Real Madrid CF – Deportivo La Coruna 5:0
Zidane’s first game as a head coach. Throughout the game traces of the strategy used under Carlo Ancelotti (while Zidane was the assistant) were visible while some problems which existed under Benitez still weren’t done away with. Ultimately, it looked as Real Madrid took a step in the right direction and it will be exciting to see how good they can become with more time under their new head galactico.
Distances in Possession
Madrid normally played in a 4-3-3 structure with movements similar to their time under Ancelotti. Isco – who played left central midfielder – would move out towards the flank in order to allow Ronaldo inside towards his favored left halfspace. Though at times when Ronaldo wanted to stay on the flank (mostly in transition) Isco would remain inside and help Modric and Kroos keep the ball – using his dribbling ability under pressure he was much more helpful in penetrating Deportivo’s midfield, even though it was rare.
Kroos and Modric were normally the only players in the center of the field while Marcelo and Carvajal would push up the flanks. Deportivo played in a 4-5-1 shape defensively from the beginning of the game. Though the left side of the midfield was more narrow than normal as Alberto played more towards the halfspace and even a bit higher at times – similar to a role in which Ronaldo would play for Madrid except with more work rate defensively and nobody occupying the flank behind him as the midfield already had 4 other players. This left long balls into Carvajal (who moved into the halfspace to leave Bale open on the flank quite often) and Bale more open and therefore these types of diagonals occurred more often from Kroos to escape isolation in central midfield.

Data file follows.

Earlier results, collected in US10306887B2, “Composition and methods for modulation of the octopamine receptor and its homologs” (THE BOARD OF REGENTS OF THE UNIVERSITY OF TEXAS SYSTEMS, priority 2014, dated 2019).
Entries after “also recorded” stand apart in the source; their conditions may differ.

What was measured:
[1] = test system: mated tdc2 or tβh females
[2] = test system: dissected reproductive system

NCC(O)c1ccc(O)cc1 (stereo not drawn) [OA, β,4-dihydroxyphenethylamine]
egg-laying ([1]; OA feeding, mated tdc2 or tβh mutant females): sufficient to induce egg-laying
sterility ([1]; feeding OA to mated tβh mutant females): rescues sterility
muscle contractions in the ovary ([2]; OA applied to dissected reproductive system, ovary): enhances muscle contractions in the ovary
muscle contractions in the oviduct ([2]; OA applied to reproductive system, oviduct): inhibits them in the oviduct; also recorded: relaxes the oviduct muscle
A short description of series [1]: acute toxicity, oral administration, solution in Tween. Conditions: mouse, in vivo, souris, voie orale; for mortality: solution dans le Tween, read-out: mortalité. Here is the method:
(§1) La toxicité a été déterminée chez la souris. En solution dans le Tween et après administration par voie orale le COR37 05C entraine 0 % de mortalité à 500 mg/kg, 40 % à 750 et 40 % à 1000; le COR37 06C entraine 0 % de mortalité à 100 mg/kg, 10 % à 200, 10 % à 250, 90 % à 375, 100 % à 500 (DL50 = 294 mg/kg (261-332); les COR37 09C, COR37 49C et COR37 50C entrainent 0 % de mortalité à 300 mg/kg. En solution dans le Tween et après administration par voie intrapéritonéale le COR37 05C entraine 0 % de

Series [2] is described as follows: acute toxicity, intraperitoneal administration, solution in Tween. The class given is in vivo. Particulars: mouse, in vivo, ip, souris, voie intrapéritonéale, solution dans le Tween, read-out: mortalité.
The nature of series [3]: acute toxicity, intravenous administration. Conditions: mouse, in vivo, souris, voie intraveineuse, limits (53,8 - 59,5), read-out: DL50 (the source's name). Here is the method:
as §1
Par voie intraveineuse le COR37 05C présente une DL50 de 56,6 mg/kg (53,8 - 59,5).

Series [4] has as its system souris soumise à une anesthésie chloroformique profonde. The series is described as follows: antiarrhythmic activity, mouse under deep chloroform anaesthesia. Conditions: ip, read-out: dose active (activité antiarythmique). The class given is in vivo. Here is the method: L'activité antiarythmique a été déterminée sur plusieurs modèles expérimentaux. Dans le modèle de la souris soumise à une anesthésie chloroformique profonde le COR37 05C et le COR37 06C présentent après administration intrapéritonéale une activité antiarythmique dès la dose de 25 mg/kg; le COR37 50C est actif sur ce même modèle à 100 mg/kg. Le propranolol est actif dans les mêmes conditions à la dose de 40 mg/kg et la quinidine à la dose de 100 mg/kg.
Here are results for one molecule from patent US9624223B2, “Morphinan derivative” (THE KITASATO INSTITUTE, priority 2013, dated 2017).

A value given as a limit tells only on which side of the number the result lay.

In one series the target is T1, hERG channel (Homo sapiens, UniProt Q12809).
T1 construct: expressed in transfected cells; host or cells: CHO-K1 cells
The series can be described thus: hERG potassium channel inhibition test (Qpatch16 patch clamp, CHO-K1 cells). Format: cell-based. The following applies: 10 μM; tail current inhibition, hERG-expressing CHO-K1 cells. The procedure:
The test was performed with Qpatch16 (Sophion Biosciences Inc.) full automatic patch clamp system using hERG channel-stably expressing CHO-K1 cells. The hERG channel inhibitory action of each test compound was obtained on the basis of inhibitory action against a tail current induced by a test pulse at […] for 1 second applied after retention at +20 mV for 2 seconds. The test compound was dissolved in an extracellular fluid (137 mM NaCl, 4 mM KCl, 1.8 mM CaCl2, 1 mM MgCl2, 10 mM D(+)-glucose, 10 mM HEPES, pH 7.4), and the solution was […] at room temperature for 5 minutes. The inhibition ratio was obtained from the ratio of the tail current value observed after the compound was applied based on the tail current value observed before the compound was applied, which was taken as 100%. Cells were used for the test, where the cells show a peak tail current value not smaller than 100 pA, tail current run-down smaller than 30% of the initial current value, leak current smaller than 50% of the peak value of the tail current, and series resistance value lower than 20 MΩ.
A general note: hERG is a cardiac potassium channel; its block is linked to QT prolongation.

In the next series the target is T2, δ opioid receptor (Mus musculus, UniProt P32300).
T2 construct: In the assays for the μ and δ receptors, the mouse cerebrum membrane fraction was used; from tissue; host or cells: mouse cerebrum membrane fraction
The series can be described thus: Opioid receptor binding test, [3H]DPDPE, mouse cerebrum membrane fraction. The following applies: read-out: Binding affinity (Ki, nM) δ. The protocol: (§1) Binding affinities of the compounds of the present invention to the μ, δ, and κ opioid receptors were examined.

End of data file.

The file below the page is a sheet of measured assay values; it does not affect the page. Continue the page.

Though when the ball moved to the flank the team was slow to support the ball and Bale frequently became isolated against many opponents. This happened to Marcelo as well. Part of the reason for this is because once the ball moves to the flank, the forward players all shift away towards the far post (normally the BBC) to use their athleticism to attack long diagonals towards their overload on the back-side of the opponent. Because of this though, the player on the ball either became isolated or he had to play the ball backwards – though playing it back into center midfield allowed Kroos and Modric to play quick penetrating diagonals through the defense on the other flank on some occasions.
Due to Deportivos lack of presence in their forward line with 1 striker, Madrid were easily able to bypass him and get Kroos and Modric the ball to the side of him and in front of the opponent midfield. This is where the problem of disconnection due to distances in possession reared its ugly head. Normally Ronaldo, Benzema, Bale, and even Isco would play very high up in the opponent’s defensive line while nobody dropped into the space between the lines or into the halfspace to connect the midfield to the forwards and move the team up the pitch to penetrate.
There was even a situation in which Modric was by himself in central midfield while everyone else was in the forward line. Of course – because he is Modric – he dribbled all of his opponents and played a pass through the midfield into one of the forwards. This is where Real Madrid’s talents can make up for some of the strategic and tactical deficiencies of the coaches – nobody is sure if this will continue under Zidane but it was very obvious it originated under Benitez.